What is a honeypot? How it can lure cyberattackers

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If you’ve ever wondered how the good guys on the internet go after the bad guys, one way is something called a honeypot. You see, in addition to the security measures you might expect, such as strengthening a computer network to keep cybercriminals out, the good guys use a honeypot to do just the opposite — attract the bad guys.

What is a Honeypot?

A honeypot is a security mechanism that lures the attackers with the help of a virtual trap. From software to networks and services, one can apply a honeypot to any computing resource.  Honeypots are a type of technology that mimics likely targets of cyberattacks by understanding the behavior patterns of the attacker.  They can be used to detect attacks or deflect them from a legitimate target. They can also be used to gain information about how cybercriminals operate.

You may not have heard of them before, but honeypots have been around for decades. The principle behind them is simple: Don’t go looking for attackers. Prepare something that would attract their interest — the honeypot — and then wait for the attackers to show up.

Like mice to cheese-baited mousetraps, cybercriminals are attracted to honeypots — not because they’re honeypots. The bad guys think the honeypot is a legitimate target, something worthy of their time. That’s because the bait includes applications and data that simulate a real computer system.

How do honeypots work?

A honeypot looks like real system with data and applications that fool the cyber attackers into thinking that it’s a legitimate target. They are made to attract the attackers by deliberately building security vulnerabilities.

For example – a honeypot may have ports that respond to weak passwords.

If you, for instance, were in charge of IT security for a bank, you might set up a honeypot system that, to outsiders, looks like the bank’s network. The same goes for those in charge of — or researching — other types of secure, internet-connected systems.

By monitoring traffic to such systems, you can better understand where cybercriminals are coming from, how they operate, and what they want. More importantly, you can determine which security measures you have in place are working — and which ones may need improvement.

It doesn’t address a specific issue, but acts a tool that help you understand the existing security threats, 

What are Honeypots used for?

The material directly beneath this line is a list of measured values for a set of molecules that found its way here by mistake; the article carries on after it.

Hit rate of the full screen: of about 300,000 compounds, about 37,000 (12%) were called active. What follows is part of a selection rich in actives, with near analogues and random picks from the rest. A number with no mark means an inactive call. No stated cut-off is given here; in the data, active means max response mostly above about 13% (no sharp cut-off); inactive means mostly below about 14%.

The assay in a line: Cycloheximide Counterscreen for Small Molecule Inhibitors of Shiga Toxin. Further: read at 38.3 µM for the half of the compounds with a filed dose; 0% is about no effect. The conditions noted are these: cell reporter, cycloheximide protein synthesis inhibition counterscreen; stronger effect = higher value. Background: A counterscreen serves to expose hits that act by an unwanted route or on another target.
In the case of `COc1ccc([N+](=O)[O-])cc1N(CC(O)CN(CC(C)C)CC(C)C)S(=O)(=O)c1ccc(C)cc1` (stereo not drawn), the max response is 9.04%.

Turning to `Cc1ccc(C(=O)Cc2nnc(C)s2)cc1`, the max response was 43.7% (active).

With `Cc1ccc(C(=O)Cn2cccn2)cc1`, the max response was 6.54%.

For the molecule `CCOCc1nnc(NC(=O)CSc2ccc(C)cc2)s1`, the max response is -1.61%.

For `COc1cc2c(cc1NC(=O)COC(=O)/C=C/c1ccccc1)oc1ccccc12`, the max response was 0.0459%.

Honeypots are used to capture information from unauthorized sources. They lure the attackers into attacking the fake networks that contain data and applications similar to legitimate target.

The intruders are tricked into accessing the honeypots to research the behavior of the cyber attackers and understand how they interact with the networks.

In most of the cases, honeypots aren’t used as a security measure and anyone, including hackers, can use them to exploit the network vulnerabilities. Honeypots offer plenty of security benefits such as –         

  • Help organizations to test incident response process        
  • Break the attacker chain and slow down the attackers        
  • Observe the hackers pattern and learn about their behavior        
  • The data can be used to improve security posture

Basically, there are two types of honeypots based on the design and deployment – Research honeypots and production honeypots.

Besides these, there are several types of specialized honeypots – malware honeypots, spam honeypots, client honeypots, database honeypots, etc. that help you identify different types of attacks used by the attackers. 

What could be at stake?

Stealing personal information from online targets is one thing. Targeting public transportation systems is another. Beyond the IoT devices, researchers have used honeypots to expose vulnerabilities with medical devices, gas stations, industrial control systems used for such things as electrical power grids, and more.

Given all the attention that the bad guys get for their hacking and data breach efforts, it’s good to know that the good guys have a few tricks up their sleeves to help protect against cyberattacks.

As more and more devices and systems become internet-connected, the importance of battling back against those who use the internet as a weapon will only increase. Honeypots can help.

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